So here’s the take-away: we are all called to be good shepherds.  We all have a flock.  For a priest, that flock is his parish.  For a religious brother or sister, that flock is the community in which they live.  For parents, it’s their families.  You get the idea.  But the important detail is that the task is the same: to save their flock from all danger of the foe.  The foe remains sin and death, brought about by the predator who is the devil.  The vocation of us shepherds is to get the sheep of our flock to heaven, which is a participation in the vocation of Jesus the Good Shepherd.
Which means we have to be true to our promises. For priests, that would be preaching the Gospel faithfully, not just telling people what they want to hear, but challenging them to grow in their relationship with Christ.  For parents that means being faithful in their marriages and diligently bringing their children up in the practice of the faith, as they promised at their child’s baptism.
What’s important to know is this: all of our vocations work together.  If we’re all faithful to our promises, God can do his work in us and through us.  For example, when parents faithfully bring their children to Mass, and priests faithfully preach the Gospel, then children can grow up with a relationship with our Lord that will see them through whatever life throws at them, and can bring them one day to their goal of eternal life.
To all of this, there are many distractions, wolves that threaten to scatter and destroy the flock.  But if we are good shepherds, then we can count on the guidance of Jesus, the Good Shepherd, to bless our efforts and lead us all to life.

Thursday of the Twenty-second Week of Ordinary Time

Today’s readings

I always think it’s interesting that whenever we see Peter and the others doing what they grew up doing – that is, fishing – they are never doing any good at it unless Jesus is around.  Today’s Gospel is no different.  Here Jesus comes along and sits in his boat, and tells Simon to put out the nets for a catch.  I can almost feel him thinking “Put out my nets?  What do you think I’ve been doing all night long?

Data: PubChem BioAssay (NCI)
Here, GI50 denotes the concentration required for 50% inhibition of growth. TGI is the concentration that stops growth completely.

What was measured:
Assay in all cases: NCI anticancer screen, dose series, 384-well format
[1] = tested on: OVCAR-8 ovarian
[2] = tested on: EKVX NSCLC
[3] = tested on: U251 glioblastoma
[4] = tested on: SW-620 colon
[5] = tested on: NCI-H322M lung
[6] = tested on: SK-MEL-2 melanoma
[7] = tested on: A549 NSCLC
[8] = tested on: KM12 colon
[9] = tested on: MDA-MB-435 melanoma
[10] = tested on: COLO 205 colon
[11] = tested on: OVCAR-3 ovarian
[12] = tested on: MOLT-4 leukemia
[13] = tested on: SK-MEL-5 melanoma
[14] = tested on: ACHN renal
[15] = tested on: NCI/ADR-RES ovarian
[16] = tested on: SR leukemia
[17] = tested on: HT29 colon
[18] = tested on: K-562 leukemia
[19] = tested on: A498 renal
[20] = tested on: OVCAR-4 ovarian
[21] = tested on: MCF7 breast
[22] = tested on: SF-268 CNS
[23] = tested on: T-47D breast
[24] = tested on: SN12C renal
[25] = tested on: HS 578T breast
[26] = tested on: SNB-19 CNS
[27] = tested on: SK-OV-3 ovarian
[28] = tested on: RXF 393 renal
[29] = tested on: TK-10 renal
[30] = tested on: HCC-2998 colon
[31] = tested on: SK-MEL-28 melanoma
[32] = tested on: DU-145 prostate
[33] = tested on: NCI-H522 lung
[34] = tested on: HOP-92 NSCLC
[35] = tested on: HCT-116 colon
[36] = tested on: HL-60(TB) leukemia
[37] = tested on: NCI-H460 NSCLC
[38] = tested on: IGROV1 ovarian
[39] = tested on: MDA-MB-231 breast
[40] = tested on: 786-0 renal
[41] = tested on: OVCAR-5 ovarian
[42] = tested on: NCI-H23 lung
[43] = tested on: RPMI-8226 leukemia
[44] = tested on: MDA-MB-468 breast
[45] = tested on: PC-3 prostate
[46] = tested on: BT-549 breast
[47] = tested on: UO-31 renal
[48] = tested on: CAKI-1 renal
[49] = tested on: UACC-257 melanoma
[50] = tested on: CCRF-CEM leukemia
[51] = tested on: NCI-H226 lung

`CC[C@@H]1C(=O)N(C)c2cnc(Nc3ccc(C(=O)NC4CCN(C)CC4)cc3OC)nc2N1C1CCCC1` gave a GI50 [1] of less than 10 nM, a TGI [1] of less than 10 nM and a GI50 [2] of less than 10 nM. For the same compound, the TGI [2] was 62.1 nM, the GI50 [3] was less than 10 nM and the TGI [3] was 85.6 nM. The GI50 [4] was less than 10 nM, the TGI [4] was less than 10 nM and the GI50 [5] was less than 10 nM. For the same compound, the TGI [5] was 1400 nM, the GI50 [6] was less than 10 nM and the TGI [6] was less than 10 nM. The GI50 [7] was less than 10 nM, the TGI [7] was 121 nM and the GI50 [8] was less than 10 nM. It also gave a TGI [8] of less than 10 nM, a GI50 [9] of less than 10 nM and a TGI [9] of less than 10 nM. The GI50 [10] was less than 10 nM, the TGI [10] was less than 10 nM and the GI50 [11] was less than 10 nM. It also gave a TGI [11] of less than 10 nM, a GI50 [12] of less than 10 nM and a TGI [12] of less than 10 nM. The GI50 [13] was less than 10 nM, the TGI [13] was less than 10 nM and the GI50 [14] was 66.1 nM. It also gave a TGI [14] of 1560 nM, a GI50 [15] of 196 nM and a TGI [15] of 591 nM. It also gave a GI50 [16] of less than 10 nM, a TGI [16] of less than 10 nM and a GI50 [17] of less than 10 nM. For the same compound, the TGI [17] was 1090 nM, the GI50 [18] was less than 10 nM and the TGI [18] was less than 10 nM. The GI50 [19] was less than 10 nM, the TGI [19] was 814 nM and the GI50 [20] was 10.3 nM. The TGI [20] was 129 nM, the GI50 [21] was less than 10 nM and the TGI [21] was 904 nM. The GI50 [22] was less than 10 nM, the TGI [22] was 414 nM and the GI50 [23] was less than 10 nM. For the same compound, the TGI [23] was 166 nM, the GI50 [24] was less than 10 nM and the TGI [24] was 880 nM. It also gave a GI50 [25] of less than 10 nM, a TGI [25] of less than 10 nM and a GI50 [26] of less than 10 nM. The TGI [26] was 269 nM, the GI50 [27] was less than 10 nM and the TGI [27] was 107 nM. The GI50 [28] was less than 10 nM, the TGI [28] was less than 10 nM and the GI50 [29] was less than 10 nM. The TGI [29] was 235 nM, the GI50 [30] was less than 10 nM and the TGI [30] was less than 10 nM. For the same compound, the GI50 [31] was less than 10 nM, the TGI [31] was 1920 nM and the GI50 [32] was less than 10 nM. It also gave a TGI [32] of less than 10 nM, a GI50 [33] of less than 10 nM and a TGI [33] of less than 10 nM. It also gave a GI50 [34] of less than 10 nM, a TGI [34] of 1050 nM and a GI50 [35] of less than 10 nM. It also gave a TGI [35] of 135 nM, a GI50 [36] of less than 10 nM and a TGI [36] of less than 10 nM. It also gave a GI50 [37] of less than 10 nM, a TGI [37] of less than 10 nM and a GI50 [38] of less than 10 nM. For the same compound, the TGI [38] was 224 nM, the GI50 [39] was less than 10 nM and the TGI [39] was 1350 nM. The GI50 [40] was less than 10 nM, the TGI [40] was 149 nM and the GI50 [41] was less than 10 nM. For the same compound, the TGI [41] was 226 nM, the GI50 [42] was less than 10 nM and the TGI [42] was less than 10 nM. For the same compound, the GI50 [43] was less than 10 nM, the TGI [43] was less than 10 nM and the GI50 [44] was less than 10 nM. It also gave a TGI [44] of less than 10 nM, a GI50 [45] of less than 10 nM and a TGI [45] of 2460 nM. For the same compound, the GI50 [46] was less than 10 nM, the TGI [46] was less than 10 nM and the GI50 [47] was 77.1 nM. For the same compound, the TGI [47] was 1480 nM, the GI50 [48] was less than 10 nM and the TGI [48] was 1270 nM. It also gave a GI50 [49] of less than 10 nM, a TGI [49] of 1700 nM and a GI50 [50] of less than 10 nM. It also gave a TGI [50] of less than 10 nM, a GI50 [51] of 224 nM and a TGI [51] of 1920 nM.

But when he gives in to his curiosity about Jesus, he is rewarded beyond anything he can possibly imagine.  The catch fills, and more than fills, two boats!  This great abundance foreshadows they way that Jesus will fill their lives and give them purpose beyond anything fishing can do.  Yes, they will be catching people, not fish, and winning hearts for the kingdom, but they will also find their true calling and be fulfilled in ways they could never have imagined.

Of it all, Peter feels unworthy:  “Depart from me, Lord, for I am a sinful man.”  We might all feel that way when Jesus fills up our lives and reveals our true calling.  But we will never be truly fulfilled unless we leave everything and follow him.

The Epiphany of the Lord: Journey and Vocation

Today’s readings

“Where is the newborn king of the Jews?”  This was the question those magi asked after their long and harrowing journey.  They had observed the star at its rising and were proceeding to pay tribute to the newborn king.  They brought with them gifts of gold, frankincense and myrrh.  We know the story well enough; we’ve heard it so many times.  But maybe this time, we can make a resolution not to lose sight of this wonderful event in the year to come.

We celebrate Epiphany today, and Epiphany is a revelation, a manifestation of God here among us earthly creatures.  Epiphany is God doing a God-thing so that we will sit up and take notice.  But it takes some awareness to perceive such an Epiphany, such a wonderful event.  We, like the magi, have to ask the question, “Where is the newborn king of the Jews?”